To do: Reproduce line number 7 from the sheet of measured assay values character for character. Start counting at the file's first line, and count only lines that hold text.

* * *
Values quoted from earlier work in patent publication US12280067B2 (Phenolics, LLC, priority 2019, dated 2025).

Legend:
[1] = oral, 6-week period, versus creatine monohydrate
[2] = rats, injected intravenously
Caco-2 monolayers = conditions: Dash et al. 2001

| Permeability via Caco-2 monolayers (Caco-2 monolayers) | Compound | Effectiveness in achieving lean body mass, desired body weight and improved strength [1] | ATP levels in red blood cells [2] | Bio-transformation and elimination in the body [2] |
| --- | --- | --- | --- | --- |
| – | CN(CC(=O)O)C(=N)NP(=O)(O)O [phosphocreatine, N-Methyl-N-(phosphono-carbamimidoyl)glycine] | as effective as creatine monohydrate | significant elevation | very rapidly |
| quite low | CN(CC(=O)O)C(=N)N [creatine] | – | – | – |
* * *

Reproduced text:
| --- | --- | --- | --- | --- |